By Charles Hallman
Accusations fly as to how the venerable school got in such bad shape
To many, Minneapolis Public Schools Superintendent Bernadeia Johnson’s recommendation to phase out North High School in three years finally confirmed a long-standing rumor that a “systemic” plan to close the city’s oldest high school had already been in place for several years.
Johnson told the packed audience at an October 12 board meeting that previous efforts to boost the school’s attendance, including adding a new international baccalaureate program, reducing the school’s “walk zone” from two miles to one mile, and establishing a city-wide attendance area, have not been successful.
That, and the fact that the district spends $4,000 more per child to educate North students than in the other six city high schools, left her no other choice but recommend closing North High.
“This can’t be a decision based on what was, but what is,” she said.
“There must be a minimum number of students participating to make it economically feasible and educationally viable,” agreed Board Member T. Williams, adding that North High “might not be the school we need today.”
Although students once were required to attend only the schools in their neighborhood, “We are in the open enrollment era where students can go to the school of their choice,” he noted.
“We need a school that can meet the needs of today’s youth, and can engage the current community in helping it design and build that school.
Whatever we do at North have to be competitive and attractive to parents in and outside of North Minneapolis, and outside the Minneapolis School District,” Williams said.
However, as a Northside resident pointed out after Johnson publicly announced her plan last week, “North High is now off life support,” where its future has been gingerly hanging on for several years now.
Questions still abound on what ultimately caused North High to experience a 75-percent enrollment drop in six years, from over 1,100 students to the 265 students presently enrolled.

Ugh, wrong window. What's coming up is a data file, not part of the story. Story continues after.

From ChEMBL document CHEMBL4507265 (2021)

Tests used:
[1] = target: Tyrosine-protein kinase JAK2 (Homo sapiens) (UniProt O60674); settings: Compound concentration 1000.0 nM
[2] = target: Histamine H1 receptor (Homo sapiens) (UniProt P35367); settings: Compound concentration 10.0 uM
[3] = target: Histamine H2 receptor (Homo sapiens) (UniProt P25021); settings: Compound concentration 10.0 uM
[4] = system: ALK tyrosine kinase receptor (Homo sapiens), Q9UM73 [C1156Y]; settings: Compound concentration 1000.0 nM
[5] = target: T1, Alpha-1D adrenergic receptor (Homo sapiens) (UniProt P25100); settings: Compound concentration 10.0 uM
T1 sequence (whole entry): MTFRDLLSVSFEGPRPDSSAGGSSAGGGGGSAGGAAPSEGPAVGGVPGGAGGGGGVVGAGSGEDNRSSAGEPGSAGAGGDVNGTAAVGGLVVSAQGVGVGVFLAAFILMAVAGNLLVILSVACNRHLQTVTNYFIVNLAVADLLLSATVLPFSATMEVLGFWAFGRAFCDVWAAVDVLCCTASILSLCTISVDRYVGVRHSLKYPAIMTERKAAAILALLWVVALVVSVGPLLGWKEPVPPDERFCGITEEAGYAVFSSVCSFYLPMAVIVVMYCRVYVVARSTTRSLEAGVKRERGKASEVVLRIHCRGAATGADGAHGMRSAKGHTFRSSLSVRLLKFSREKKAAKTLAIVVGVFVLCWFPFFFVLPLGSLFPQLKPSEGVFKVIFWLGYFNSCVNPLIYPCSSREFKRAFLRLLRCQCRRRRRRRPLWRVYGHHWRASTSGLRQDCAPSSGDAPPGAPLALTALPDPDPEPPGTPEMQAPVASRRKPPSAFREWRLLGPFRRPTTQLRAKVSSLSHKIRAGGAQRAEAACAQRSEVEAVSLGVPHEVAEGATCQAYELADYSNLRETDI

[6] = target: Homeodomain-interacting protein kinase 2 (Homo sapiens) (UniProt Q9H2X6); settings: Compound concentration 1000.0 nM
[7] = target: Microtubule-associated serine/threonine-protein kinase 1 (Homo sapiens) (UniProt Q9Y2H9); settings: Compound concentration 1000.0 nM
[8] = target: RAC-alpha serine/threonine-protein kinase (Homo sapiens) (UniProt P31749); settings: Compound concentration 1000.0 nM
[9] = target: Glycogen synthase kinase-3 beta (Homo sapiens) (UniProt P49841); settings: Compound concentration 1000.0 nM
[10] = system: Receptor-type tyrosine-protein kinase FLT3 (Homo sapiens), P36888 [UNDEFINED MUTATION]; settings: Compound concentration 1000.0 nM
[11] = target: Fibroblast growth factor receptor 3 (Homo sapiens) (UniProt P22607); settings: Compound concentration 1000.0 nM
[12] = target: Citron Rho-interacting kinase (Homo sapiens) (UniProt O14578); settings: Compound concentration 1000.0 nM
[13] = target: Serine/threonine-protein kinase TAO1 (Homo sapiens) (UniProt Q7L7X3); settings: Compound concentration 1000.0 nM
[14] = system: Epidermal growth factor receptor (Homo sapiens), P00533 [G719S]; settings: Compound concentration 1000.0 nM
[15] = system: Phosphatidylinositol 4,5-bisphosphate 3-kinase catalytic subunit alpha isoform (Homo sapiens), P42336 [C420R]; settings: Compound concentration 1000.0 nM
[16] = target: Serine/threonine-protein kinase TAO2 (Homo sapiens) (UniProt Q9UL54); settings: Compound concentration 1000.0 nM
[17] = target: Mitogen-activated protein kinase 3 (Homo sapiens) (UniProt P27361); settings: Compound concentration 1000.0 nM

“I know people want to get into a point-by-point debate on what happened,” said Johnson during an interview with the MSR last week. “But we have made several attempts to try to make North an attractive option for families in the community. I’ve been monitoring the enrollment at North High since January.”
However, some blame the Minneapolis School District’s closing of several area elementary and junior high schools in recent years. These schools once served as North High’s main source of students.
“[The school board members] have made some pretty lousy decisions as far as North Minneapolis in the last few years,” said Buzzy Bohn, whose son graduated from North in 1995. “They closed the feeder schools — Willard, Lincoln and Franklin — and I knew that it would hurt North’s attendance,” she pointed out.
Said 17-year-old Tisha Rogers, who attends Henry, “All the elementary schools are gone — we don’t have anybody coming to North. How we are going to get [North High’s] enrollment up if all the middle schools are gone? Once you lose a school, you lose a community.”
Others believe that when it came to North High, MPS offered only “defective promises.”
“This decision has been hard for me,” Johnson admitted last week, adding that North had the lowest test scores among the district’s seven high schools: 26 percent are proficient in reading, eight percent in math, and four percent in science.
“You look at the overall academic achievement of the students in the school, and you look at the number of key staff members who have left the school, and you think about what is happening to students and what they deserve,” said the superintendent.
“Ultimately I have to ask the question, ‘If your children were high school age, would you send your children to North High?’ The community is not choosing North High as a school.”
Johnson also disputes those who contend that she has not supported the school or went back on her word. “I have supported the Friends of North [an alumni support group]… I said that I would keep [North High] for the 2010-11 school year, but if things didn’t change, I would have to make a different recommendation for 2011-12. I was quite clear about that.”